The standard poor boys are on offer: roast beef; ham and cheese; and Italian, smoked or hot sausage cover the meats. Fried shrimp, catfish, oyster and soft-shell crab handle the seafood side of things, and all are served on Leidenheimer bread in both half- and full-size portions. The menu has a separate section for sandwiches, including hamburgers, grilled shrimp and grilled fish sandwiches along with couple of specialties. The Sid-Mar’s special is hot sausage with brown gravy and cheese, and the Bucktown special replaces the hot sausage with roast beef and ham. Both the sandwiches and the poor boys are served with french fries, and like just about everything else I’ve sampled from the restaurant’s fryer, the thinly cut fries were excellent.

More substantial offerings are available on the “Dinners” side of the menu. Fried shrimp, oysters, catfish and soft-shell crab come with fries and hush puppies, and the catfish and soft shells are also available broiled. Grilled dinners include chicken breast, shrimp, tuna, amberjack and baby-back ribs. If you’ve had the ribs, leave a comment or e-mail me, would you? I’m curious to know how the place pulls them off –– but not so curious that I’m going to forgo ordering fried seafood.

There is a  “New Orleans Classics” heading on the menu that features a half chicken either fried or broiled, a hamburger steak, shrimp fettuccine, and red beans and rice with smoked sausage. Hush puppies, fries, jambalaya and new potatoes are among your options as side dishes.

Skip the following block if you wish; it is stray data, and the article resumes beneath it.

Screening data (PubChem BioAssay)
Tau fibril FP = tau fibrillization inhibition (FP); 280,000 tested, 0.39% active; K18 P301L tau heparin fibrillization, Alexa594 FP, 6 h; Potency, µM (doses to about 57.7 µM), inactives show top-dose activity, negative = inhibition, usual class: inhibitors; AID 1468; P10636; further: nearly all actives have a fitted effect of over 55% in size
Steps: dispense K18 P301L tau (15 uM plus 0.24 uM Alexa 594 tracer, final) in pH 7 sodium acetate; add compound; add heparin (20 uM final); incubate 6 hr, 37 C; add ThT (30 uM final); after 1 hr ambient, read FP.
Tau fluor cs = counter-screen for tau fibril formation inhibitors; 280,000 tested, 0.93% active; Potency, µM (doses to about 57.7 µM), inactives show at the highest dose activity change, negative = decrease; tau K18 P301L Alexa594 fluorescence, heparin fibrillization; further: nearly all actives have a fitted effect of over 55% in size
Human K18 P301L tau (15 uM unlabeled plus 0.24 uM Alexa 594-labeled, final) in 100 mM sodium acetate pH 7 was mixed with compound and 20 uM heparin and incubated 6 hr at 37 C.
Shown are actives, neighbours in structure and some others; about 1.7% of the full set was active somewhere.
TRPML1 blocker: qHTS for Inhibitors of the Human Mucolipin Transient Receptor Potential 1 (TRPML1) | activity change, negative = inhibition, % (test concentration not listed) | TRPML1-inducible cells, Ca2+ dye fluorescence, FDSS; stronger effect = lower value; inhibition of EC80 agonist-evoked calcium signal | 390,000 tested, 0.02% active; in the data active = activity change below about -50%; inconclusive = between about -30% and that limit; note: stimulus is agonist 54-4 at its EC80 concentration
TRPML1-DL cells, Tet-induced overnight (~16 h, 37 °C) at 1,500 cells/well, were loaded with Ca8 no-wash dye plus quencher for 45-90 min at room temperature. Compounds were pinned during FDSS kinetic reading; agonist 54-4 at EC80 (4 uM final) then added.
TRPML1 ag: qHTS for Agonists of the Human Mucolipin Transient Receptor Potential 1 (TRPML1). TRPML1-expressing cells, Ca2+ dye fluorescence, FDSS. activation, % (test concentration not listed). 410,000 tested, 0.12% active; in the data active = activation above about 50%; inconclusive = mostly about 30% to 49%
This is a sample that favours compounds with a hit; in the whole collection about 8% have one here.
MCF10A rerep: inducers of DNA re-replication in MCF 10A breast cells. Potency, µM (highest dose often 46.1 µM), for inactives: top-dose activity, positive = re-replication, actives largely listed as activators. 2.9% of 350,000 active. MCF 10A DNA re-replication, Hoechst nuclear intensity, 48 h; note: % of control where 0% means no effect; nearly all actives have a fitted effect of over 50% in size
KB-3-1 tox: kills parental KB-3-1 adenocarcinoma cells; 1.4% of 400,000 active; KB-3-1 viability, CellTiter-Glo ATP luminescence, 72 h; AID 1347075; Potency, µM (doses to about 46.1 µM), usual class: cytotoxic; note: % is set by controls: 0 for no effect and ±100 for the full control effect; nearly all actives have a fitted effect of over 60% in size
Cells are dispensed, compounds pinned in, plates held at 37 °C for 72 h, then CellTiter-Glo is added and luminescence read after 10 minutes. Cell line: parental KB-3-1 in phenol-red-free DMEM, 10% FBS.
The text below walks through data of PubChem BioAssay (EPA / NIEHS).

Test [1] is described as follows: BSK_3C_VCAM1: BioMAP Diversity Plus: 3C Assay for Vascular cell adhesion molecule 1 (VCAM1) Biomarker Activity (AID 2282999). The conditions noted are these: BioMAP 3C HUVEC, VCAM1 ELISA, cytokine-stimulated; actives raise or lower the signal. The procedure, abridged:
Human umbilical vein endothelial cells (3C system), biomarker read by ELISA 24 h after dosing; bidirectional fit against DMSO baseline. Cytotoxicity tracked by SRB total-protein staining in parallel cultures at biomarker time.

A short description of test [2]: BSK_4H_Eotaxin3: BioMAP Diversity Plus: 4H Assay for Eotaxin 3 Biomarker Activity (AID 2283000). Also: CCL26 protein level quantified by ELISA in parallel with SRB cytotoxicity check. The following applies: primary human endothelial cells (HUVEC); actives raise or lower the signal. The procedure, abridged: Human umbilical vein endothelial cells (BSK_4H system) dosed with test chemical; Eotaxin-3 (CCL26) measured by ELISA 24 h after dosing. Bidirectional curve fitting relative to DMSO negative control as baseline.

Sid-Mar’s may not be in the same location, and the ambiance is certainly different, but if you enjoyed it in Bucktown, you’ll enjoy it in Fat City. It’s open from 11 a.m. to 10:30 p.m. on Friday and Saturday and from 11 a.m. to 10 p.m. Tuesday through Thursday and Sunday. You can get in touch by calling 831-9541.


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Haute Plates

Our weekly blog on the New Orleans fine dining scene


Robert D. Peyton was born at Ochsner Hospital and, apart from four years in Tennessee for college and three years in Baton Rouge for law school, has lived here his entire life. He is a strong believer in the importance of food to our local culture and in the importance of our local food culture, generally. He has practiced law since 1994, and began writing about food on his website, www.appetites.us, in 1999. He mainly wrote about partying that year, obviously.

In 2006, New Orleans Magazine named Appetites the best food blog in New Orleans. The choice was made relatively easy due to the fact that Appetites was, at the time, the only food blog in New Orleans.

He began writing the Restaurant Insider column for New Orleans Magazine in 2007 and has been published in St. Charles Avenue, Louisiana Life and New Orleans Homes and Lifestyles magazines. He is the only person he knows personally who has been interviewed in GQ magazine, albeit for calling Alan Richman a nasty name. He is not proud of that, incidentally. (Yes, he is.)

Robert’s maternal grandmother is responsible for his love of good food, and he has never since had fried chicken or homemade biscuits as good as hers. He developed his curiosity about restaurant cooking in part from the venerable PBS cooking show "Great Chefs" and has an extensive collection of cookbooks, many of which do not require coloring, and some of which have not been defaced.

Robert lives in Mid-City with his wife Eve and their three children, and is fond of receiving comments and emails. Please humor him.